I don’t have the luxury of waiting on divine inspiration. This is especially true when I am writing songs with artists or other songwriters. I can’t be like, “No No, wait now, I have to feel the vibrations of creativity stir in my soul.” I have good days and bad days. I have productive days and crap days. But I never have days where I wait for my “muse” to come a callin’.
I don’t have a muse. I can’t rely on some external force or my even my own creative wellspring to be running at full throttle before I can start work. I could be waiting for weeks or months if I worked under that criteria. I sit down and I write. I write through my hesitation. I write through my doubt. I write through a great idea and see if it is indeed that great of an idea. I write even when it’s the last friggin’ thing I feel like doing. I write when I’m sad, happy, depressed or pissed off. I have to. At the end of the day, my job is cool, but it is still a job.
I cannot elevate the status of my work above anyone else’s. A nurse doesn’t have to feel inspired to change an IV bag. A teacher doesn’t have to feel the muse of teaching in order to explain fractions. A taxi driver doesn’t have to feel a divine motivation to drive someone home after a party. If I ever, for one moment, felt like what I did required some special alchemy in order to achieve it, I would alienate the very people I am trying to reach with my work; the people who get up every day and just do their jobs without the notion of a “muse”. Only Greek Gods had muses and even then, it didn’t always work out so well.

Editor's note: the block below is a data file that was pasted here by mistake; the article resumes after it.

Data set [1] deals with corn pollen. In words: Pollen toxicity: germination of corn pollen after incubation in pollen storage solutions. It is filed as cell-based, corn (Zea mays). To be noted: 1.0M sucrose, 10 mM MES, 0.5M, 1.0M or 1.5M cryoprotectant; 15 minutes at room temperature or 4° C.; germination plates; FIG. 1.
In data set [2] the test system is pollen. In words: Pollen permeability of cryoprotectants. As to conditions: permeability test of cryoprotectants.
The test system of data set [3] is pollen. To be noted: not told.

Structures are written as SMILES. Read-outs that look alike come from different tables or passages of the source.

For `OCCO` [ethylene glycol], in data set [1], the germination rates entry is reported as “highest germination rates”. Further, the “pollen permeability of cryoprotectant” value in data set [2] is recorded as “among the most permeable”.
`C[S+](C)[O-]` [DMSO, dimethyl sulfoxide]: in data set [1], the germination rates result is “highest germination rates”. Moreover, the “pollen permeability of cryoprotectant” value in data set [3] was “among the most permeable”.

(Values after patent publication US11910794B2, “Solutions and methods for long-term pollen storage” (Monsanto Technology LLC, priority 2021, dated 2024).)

So you want to be a writer, an actor, a sculptor, a dancer? Great. If you want to succeed and do so with the respect of your peers and fans then you have to take your art seriously but you cannot take yourself seriously as an Artist. Those who do are annoying and pretentious and frankly are often only capable of creating work that only others in their field can connect with. I don’t want that. I want my words to resonant with everyone, not just a select few that have had the training to understand it. I don’t even think that qualifies as genius. I think true genius is an expression of self that other people, regardless of their position in society, recognize as familiar and real and are thereby moved. It’s often those simple, ordinary words in a song, arranged in just the right way, that are the most heartbreaking.
So, don’t wait for your muse. Don’t wait for the lightening bolt of inspiration. Create your own electrical storm by being brave enough to do work that may not be perfect the first time. In fact, don’t be surprised if it takes a hundred attempts before you find the magic you are seeking. Wild abandon and surrender to the chaos of the universe are not the keys to true artistry. That distinction belongs to patience and discipline. There is no perfect alignment of stars for optimum creativity. There is only you and the work. So don’t wait another minute. Your life as an artist could start right now.
Featured image via shutterstock